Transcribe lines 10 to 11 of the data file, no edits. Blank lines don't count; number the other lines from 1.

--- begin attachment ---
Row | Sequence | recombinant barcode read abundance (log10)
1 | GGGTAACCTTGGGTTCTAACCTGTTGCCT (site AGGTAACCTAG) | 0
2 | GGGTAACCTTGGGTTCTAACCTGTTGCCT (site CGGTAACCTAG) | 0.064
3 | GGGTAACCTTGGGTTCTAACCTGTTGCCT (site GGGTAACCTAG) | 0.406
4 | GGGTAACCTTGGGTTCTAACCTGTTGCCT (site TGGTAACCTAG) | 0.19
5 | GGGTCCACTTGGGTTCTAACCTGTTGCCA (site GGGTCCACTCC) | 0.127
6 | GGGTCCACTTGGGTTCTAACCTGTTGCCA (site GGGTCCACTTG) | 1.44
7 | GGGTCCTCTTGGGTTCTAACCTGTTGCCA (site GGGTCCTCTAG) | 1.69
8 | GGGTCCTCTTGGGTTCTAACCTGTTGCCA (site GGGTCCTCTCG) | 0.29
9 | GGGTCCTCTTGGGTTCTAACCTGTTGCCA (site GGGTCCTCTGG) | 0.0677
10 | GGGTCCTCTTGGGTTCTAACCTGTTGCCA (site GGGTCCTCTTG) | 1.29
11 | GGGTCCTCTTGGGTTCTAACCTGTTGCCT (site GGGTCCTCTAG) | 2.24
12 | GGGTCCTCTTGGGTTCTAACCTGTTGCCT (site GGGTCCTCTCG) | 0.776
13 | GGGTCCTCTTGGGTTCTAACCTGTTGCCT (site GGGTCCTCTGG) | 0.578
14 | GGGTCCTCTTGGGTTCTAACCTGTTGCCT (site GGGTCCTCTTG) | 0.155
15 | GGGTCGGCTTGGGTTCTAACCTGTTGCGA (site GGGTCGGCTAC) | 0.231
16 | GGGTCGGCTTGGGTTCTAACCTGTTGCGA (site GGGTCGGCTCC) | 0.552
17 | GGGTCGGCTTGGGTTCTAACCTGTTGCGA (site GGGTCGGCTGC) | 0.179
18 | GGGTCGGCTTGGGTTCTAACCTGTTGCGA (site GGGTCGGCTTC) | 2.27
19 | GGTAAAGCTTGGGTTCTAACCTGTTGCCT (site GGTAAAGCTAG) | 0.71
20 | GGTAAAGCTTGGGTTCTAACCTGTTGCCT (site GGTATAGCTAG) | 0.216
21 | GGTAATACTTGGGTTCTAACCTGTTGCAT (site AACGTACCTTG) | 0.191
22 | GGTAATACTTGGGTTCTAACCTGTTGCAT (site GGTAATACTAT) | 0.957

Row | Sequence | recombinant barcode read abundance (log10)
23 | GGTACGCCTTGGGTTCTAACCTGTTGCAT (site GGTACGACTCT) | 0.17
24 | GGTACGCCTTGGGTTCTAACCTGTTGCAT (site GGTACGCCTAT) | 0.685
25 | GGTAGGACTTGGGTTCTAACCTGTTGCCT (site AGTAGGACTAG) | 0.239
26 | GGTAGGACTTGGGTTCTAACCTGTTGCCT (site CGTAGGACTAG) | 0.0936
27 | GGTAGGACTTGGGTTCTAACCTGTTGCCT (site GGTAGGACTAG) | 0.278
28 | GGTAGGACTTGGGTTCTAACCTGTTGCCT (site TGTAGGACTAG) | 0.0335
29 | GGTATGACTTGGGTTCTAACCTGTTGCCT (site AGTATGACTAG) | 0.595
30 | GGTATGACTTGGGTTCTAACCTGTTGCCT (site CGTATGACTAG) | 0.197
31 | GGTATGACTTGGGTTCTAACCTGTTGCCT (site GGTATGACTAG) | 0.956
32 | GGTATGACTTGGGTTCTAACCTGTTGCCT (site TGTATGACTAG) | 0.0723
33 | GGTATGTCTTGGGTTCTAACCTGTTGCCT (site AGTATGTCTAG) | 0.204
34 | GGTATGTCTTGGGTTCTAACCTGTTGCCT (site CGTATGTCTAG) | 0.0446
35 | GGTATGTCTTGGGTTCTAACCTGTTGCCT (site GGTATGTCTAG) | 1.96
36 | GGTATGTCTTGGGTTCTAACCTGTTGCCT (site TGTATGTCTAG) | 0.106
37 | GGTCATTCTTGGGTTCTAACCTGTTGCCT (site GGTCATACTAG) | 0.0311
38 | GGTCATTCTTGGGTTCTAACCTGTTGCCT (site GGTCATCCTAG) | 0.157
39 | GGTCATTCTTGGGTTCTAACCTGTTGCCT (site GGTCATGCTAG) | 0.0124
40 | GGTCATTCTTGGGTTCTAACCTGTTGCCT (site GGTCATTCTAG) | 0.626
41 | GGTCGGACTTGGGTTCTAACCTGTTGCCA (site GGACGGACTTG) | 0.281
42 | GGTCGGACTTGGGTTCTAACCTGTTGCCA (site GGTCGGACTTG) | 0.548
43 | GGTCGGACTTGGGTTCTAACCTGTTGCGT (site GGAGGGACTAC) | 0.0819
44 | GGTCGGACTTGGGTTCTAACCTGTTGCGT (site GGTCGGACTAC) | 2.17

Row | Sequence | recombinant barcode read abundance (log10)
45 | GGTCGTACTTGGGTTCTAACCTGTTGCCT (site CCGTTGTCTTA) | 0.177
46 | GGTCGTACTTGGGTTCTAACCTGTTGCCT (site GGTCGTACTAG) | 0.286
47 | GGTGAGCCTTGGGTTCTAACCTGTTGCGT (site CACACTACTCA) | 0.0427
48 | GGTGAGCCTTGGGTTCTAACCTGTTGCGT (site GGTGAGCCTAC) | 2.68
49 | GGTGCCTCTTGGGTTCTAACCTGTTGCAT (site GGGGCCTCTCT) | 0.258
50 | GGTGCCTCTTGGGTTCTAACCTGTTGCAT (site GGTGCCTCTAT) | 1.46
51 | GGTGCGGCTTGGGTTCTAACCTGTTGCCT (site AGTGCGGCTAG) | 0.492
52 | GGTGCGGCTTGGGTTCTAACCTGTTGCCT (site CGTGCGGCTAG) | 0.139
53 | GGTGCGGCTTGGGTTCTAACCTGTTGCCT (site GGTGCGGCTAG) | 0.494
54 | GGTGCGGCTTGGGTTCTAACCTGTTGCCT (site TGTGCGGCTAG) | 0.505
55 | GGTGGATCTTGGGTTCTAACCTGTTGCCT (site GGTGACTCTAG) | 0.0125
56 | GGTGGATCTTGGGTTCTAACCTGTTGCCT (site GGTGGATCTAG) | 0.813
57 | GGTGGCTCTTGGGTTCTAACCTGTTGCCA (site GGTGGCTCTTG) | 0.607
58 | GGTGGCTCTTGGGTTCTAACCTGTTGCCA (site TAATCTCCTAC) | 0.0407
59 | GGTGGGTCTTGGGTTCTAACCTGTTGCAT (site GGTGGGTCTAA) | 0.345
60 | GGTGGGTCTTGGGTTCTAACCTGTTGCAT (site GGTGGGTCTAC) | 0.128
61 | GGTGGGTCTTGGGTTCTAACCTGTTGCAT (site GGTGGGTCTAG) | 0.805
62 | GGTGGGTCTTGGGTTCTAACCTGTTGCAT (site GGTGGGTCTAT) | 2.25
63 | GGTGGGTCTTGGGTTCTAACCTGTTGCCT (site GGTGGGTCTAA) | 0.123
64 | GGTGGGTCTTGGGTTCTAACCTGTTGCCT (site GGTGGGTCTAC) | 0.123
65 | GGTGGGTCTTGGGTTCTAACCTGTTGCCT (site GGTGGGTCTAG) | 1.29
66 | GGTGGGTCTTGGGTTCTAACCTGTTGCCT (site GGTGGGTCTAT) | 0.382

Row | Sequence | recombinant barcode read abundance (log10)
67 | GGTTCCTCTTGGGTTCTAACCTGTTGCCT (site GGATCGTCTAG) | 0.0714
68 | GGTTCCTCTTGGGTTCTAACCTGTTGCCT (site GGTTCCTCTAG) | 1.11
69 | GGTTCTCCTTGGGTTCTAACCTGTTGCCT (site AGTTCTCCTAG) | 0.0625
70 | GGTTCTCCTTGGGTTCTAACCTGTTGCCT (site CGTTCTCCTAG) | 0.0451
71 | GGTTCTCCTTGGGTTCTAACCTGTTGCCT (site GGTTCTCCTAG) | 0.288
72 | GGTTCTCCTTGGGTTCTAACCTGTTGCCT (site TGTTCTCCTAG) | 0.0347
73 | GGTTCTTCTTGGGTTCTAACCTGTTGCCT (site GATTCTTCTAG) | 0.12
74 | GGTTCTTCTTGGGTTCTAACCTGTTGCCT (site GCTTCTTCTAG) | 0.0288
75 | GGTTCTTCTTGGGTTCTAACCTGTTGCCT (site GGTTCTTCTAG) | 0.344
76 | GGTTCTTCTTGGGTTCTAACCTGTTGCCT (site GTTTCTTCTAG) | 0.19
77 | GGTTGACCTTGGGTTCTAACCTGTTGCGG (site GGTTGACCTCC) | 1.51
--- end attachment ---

9 | GGGTCCTCTTGGGTTCTAACCTGTTGCCA (site GGGTCCTCTGG) | 0.0677
10 | GGGTCCTCTTGGGTTCTAACCTGTTGCCA (site GGGTCCTCTTG) | 1.29